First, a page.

You may find this hard to believe, given my milquetoast online personas, but I’m an argumentative sort. I enjoy a good debate and defending my side of an issue. And so it has been, in the three-plus years I’ve been writing Defiantly Dutch, that I’ve defended the recent performance of Hofstra men’s basketball and declared that those who criticized the Flying Dutchmen in recent years had no idea how good they had it.
While the Dutchmen have yet to reach the NCAA Tournament since joining the CAA (grrr) and haven’t even gotten to the CAA Tournament championship game since 2006 (double grrr), they have been in the thick of the race on an almost annual basis since breaking into CAA contention in 2004-05.
The Dutchmen are one of just 19 Division I teams to win at least 19 games in six of the last seven seasons. Of course, in typical rotten Hofstra luck, the Dutchmen are the only one of those 19 programs to never reach the NCAA Tournament in that span. But still, even without that life-affirming trip to the NCAA Tournament, such consistency is far, far better than the alternative.
Which, unfortunately, we are observing first-hand now. At 0-6 in the CAA—the worst conference start for Hofstra since the 1987-88 team opened 0-10 in the ECC—and 6-12 overall, the Dutchmen just want to win a conference game, never mind 12 more games after that. You don't need to be a journalism major like me to figure out 19 wins is not likely to happen this year.
And even if we believe the Dutchmen can be the team to rewrite the history of 0-6 teams—of the 14 previous teams to open CAA play 0-6, none finished .500 in conference and none won more than a single game in the conference tournament—the odds are this season will end with a below-.500 record and elimination on Friday or Saturday of the CAA Tournament.
And in many ways, Hofstra was due for a season like this. Even accounting for the fact the regular season is several games longer now than 15 or 20 years ago, it’s damn tough to win 19 games six out of every seven seasons. There’s no shame in having a hiccup 28 percent of the time.
And while my good friend Gary Moore is right that teams generally make their own luck, the Dutchmen’s recent skid has served as a gentle reminder of how decidedly fortunate they have been during this run.
On their way to a 21-win season in 2008-09, the Dutchmen endured a stretch in which they lost six of eight games spanning December and January. But after opening January by getting smoked by Drexel and Northeastern in consecutive wire-to-wire losses, the Dutchmen drew Delaware at home, edged the Blue Hens by five despite a 4-of-24 shooting performance from Charles Jenkins and then lost at VCU and Drexel to fall to 2-4 in the conference.
Then the Dutchmen won four in a row, a stretch in which they beat Northeastern and William & Mary at home and edged James Madison and UNC Wilmington on buzzer beaters on the road. The Dutchmen benefited from a schedule in which they faced the ninth-, seventh-, 11th- and 12th-place teams in a stretch of seven games.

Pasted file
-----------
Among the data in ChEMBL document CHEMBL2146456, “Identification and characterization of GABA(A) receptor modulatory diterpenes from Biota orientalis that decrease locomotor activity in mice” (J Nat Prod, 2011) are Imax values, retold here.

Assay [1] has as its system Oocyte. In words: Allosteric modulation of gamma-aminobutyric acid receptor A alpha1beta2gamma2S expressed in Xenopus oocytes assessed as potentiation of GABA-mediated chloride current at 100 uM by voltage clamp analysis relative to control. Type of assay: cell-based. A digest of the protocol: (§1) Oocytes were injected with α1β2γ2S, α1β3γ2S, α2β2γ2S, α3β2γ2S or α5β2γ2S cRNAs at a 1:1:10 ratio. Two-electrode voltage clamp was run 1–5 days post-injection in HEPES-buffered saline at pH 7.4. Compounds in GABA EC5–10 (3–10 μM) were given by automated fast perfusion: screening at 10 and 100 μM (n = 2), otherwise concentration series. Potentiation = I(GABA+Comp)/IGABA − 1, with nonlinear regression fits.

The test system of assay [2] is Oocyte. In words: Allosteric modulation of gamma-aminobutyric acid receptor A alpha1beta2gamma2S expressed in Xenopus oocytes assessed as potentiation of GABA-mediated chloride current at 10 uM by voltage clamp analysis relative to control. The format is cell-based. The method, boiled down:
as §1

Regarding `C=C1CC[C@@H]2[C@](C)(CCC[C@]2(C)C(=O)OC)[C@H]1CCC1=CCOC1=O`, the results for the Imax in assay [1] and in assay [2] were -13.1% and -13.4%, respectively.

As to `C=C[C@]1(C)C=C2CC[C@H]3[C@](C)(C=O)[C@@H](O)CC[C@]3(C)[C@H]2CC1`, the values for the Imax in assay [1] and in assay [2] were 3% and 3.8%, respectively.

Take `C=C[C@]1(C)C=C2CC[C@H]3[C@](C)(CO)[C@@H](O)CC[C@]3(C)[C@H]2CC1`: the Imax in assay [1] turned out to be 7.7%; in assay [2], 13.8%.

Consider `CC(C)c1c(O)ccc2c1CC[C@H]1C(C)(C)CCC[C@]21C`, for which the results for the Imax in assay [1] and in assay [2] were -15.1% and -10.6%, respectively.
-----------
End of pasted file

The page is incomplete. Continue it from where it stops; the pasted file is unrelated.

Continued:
The Dutchmen suffered another midseason funk during a 19-win 2009-10, when they lost nine of 11 and started out 2-7 in the CAA. But over the second half of the season, the Dutchmen played the bottom four teams in the CAA a total of six times and won all six games on their way to authoring one of the best stretch runs in conference history.
There has been no such break this year. Five of the six teams the Dutchmen have played thus far are .500 or better in conference. And who knows where the Dutchmen are right now if the first week of January begins with two home games instead of ends with two road games?
The schedule gets no easier, which tinges this start with an even bigger sense of desperation. The Dutchmen’s final five opponents this month enter tonight with an 18-12 conference mark. That’s doubly impressive considering James Madison’s 1-5 record is included in there.
The Dutchmen get a rematch with James Madison Saturday, but at Harrisonburg. And after that, they have to head straight to Richmond to take on VCU, after which the Dutchmen return home to face first-place George Mason. All of a sudden the idea of two 0-11 teams facing off when Towson visits Feb. 1 is no longer so outlandish.
No matter how bad this bad start gets, take solace in knowing how good we’ve had it—even if you disagreed with me earlier—and knowing I’ve seen much, MUCH worse. The Dutchmen were 28-56 during my three years on campus from 1993-96. They began play in a conference that doesn’t exist anymore (hi Litos!), which is almost as bad as winning a conference tournament that doesn’t exist anymore and didn’t carry with it an automatic bid to the NCAA Tournament (or even the CBI!)
It got better in a hurry after I left—not the first time that’s happened!—and the Dutchmen won 19 games in 1997-98 and won 22 games and reached the NIT in 1998-99 before, of course, winning back-to-back America East titles in Jay Wright’s final two seasons at the helm.
There is ample reason to hope Mo Cassara’s second year is just like Wright’s second year—a painful transition season before his big-time recruits, in this case Jamal Coombs-McDaniel and Taran Buie, arrive—and that another stretch of successful seasons are right around the corner. As bright as the future looks, though, right now I think I’d barter my soul for a win tonight.